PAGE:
The Christian community in Iraq, and other minority faiths, have been “broken and scattered” by two decades of violence and suffering – from the 2003 US-UK invasion and warfare, through ISIS terror, to today’s “daily life discrimination’ under the Islamist Iraqi government imposing sharia law.
Such was the sober assessment of Archimandrite Emanuel Youkhana of the ancient Assyrian Church of the East, a Christian humanitarian aid pioneer in Iraq, at the recent Edinburgh ‘Scotland Day’ of Embrace the Middle East, which supports his work.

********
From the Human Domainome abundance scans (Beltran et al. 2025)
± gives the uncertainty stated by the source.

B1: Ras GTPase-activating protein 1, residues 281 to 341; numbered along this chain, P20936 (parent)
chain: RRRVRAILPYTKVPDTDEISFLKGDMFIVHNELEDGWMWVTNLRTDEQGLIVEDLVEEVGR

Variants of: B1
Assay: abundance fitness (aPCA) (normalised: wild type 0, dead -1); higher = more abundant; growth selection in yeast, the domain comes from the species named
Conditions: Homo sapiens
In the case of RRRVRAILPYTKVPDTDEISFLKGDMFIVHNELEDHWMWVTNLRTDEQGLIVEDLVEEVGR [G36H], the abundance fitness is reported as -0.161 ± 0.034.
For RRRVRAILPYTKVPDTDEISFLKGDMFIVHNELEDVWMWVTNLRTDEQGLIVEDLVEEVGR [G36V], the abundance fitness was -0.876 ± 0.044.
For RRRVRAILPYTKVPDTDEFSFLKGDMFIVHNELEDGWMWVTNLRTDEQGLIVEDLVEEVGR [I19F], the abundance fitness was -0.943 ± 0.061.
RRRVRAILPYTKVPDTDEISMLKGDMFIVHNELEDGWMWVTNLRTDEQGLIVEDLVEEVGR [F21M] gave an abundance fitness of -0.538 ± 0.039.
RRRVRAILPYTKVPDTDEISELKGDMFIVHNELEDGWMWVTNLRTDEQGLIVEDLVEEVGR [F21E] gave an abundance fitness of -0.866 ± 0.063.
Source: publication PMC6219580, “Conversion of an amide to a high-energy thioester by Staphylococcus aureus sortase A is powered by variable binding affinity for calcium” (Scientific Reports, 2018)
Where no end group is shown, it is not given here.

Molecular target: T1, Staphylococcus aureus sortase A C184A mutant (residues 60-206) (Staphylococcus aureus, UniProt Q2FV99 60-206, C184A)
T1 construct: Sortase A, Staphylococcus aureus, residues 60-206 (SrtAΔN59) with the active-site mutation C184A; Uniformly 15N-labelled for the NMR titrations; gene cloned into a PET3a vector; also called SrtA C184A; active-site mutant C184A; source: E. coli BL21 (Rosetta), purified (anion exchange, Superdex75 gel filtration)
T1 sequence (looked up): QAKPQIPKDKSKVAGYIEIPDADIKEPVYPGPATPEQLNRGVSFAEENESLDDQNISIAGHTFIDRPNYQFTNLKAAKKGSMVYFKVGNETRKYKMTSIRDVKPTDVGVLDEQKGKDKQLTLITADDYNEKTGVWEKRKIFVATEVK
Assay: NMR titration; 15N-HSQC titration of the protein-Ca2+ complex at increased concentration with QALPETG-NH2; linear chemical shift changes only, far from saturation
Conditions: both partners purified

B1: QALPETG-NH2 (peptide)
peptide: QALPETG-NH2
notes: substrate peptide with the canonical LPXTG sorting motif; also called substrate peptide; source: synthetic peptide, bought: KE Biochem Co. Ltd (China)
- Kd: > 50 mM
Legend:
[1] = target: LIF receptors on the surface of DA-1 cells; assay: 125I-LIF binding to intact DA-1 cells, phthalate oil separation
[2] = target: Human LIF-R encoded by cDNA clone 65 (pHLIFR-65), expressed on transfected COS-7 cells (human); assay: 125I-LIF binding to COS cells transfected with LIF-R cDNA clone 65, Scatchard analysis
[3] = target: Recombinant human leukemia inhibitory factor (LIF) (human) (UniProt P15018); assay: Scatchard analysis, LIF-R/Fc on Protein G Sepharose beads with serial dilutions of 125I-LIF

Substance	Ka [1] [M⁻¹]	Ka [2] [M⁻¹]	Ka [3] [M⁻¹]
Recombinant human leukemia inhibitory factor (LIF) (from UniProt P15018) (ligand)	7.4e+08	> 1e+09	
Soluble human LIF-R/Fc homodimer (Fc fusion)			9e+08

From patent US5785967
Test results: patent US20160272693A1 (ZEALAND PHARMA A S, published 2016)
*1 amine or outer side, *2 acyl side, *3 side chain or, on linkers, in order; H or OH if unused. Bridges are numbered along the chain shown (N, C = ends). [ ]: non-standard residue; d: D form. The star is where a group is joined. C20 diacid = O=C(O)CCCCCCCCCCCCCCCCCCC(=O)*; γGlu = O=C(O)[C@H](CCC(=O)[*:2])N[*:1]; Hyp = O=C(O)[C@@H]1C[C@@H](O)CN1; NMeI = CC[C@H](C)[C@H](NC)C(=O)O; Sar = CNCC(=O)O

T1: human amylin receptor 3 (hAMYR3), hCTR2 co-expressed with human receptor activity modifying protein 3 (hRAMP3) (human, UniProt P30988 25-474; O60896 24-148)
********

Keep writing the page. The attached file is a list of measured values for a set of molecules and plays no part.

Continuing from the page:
Over these years the Church in Iraq has diminished from 3.2 per cent of the population in 2003 to a mere 0.1 per cent today – through death and diaspora.
The post-invasion collapse of all functioning government left religious minorities as ‘soft targets’ for Muslim terrorists: shops, churches and other institutions of Christians and Yazidis were destroyed; many thousands of Christian families fled Iraq to escape ongoing war, usually going to Jordan or Europe. Some returned when the situation seemed settled, but ISIS’ seizure of two-thirds of Iraq in 2014 saw thousands of Christians slaughtered and raped under its terror.